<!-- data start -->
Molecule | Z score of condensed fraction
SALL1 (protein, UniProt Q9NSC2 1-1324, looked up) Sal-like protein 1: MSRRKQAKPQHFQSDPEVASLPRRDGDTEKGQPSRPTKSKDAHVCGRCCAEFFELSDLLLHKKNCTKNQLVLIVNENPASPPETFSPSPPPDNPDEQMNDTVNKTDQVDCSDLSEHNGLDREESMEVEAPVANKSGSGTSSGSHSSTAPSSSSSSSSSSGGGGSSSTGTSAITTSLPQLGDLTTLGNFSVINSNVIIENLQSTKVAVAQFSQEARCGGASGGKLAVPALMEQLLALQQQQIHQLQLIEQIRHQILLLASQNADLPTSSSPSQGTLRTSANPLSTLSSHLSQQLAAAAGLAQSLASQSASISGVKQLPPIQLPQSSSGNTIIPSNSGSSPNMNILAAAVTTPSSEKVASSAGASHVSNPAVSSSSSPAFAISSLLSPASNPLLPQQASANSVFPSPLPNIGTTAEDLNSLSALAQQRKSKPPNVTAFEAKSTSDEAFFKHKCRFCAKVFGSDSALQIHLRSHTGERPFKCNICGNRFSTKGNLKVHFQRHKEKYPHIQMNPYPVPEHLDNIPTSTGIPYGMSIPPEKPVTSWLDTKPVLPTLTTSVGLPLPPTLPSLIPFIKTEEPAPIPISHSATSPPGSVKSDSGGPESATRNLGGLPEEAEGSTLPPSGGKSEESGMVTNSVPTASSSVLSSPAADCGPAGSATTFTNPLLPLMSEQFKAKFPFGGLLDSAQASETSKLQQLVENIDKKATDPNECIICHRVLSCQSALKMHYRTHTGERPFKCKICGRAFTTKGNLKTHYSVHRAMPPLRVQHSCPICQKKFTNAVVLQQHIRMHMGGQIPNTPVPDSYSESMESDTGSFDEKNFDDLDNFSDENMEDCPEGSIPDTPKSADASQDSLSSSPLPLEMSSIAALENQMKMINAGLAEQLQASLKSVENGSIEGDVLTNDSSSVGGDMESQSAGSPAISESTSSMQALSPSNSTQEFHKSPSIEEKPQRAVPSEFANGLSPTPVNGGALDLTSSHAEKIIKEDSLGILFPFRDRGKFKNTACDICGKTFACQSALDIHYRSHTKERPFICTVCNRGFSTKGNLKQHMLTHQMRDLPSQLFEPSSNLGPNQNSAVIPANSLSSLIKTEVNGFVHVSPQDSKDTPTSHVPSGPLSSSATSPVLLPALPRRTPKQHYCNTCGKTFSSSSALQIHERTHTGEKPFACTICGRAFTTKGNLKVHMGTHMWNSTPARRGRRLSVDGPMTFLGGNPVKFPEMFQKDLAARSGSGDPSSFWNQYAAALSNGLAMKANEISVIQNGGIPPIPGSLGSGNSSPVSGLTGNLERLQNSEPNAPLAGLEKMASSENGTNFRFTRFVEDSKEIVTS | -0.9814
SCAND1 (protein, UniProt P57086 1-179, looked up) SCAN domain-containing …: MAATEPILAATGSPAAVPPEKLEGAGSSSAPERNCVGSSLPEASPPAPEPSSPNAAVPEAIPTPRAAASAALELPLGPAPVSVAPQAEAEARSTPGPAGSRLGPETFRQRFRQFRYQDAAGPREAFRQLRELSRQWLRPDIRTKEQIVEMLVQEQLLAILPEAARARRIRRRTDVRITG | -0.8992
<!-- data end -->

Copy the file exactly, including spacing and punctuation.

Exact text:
Molecule | Z score of condensed fraction
SALL1 (protein, UniProt Q9NSC2 1-1324, looked up) Sal-like protein 1: MSRRKQAKPQHFQSDPEVASLPRRDGDTEKGQPSRPTKSKDAHVCGRCCAEFFELSDLLLHKKNCTKNQLVLIVNENPASPPETFSPSPPPDNPDEQMNDTVNKTDQVDCSDLSEHNGLDREESMEVEAPVANKSGSGTSSGSHSSTAPSSSSSSSSSSGGGGSSSTGTSAITTSLPQLGDLTTLGNFSVINSNVIIENLQSTKVAVAQFSQEARCGGASGGKLAVPALMEQLLALQQQQIHQLQLIEQIRHQILLLASQNADLPTSSSPSQGTLRTSANPLSTLSSHLSQQLAAAAGLAQSLASQSASISGVKQLPPIQLPQSSSGNTIIPSNSGSSPNMNILAAAVTTPSSEKVASSAGASHVSNPAVSSSSSPAFAISSLLSPASNPLLPQQASANSVFPSPLPNIGTTAEDLNSLSALAQQRKSKPPNVTAFEAKSTSDEAFFKHKCRFCAKVFGSDSALQIHLRSHTGERPFKCNICGNRFSTKGNLKVHFQRHKEKYPHIQMNPYPVPEHLDNIPTSTGIPYGMSIPPEKPVTSWLDTKPVLPTLTTSVGLPLPPTLPSLIPFIKTEEPAPIPISHSATSPPGSVKSDSGGPESATRNLGGLPEEAEGSTLPPSGGKSEESGMVTNSVPTASSSVLSSPAADCGPAGSATTFTNPLLPLMSEQFKAKFPFGGLLDSAQASETSKLQQLVENIDKKATDPNECIICHRVLSCQSALKMHYRTHTGERPFKCKICGRAFTTKGNLKTHYSVHRAMPPLRVQHSCPICQKKFTNAVVLQQHIRMHMGGQIPNTPVPDSYSESMESDTGSFDEKNFDDLDNFSDENMEDCPEGSIPDTPKSADASQDSLSSSPLPLEMSSIAALENQMKMINAGLAEQLQASLKSVENGSIEGDVLTNDSSSVGGDMESQSAGSPAISESTSSMQALSPSNSTQEFHKSPSIEEKPQRAVPSEFANGLSPTPVNGGALDLTSSHAEKIIKEDSLGILFPFRDRGKFKNTACDICGKTFACQSALDIHYRSHTKERPFICTVCNRGFSTKGNLKQHMLTHQMRDLPSQLFEPSSNLGPNQNSAVIPANSLSSLIKTEVNGFVHVSPQDSKDTPTSHVPSGPLSSSATSPVLLPALPRRTPKQHYCNTCGKTFSSSSALQIHERTHTGEKPFACTICGRAFTTKGNLKVHMGTHMWNSTPARRGRRLSVDGPMTFLGGNPVKFPEMFQKDLAARSGSGDPSSFWNQYAAALSNGLAMKANEISVIQNGGIPPIPGSLGSGNSSPVSGLTGNLERLQNSEPNAPLAGLEKMASSENGTNFRFTRFVEDSKEIVTS | -0.9814
SCAND1 (protein, UniProt P57086 1-179, looked up) SCAN domain-containing …: MAATEPILAATGSPAAVPPEKLEGAGSSSAPERNCVGSSLPEASPPAPEPSSPNAAVPEAIPTPRAAASAALELPLGPAPVSVAPQAEAEARSTPGPAGSRLGPETFRQRFRQFRYQDAAGPREAFRQLRELSRQWLRPDIRTKEQIVEMLVQEQLLAILPEAARARRIRRRTDVRITG | -0.8992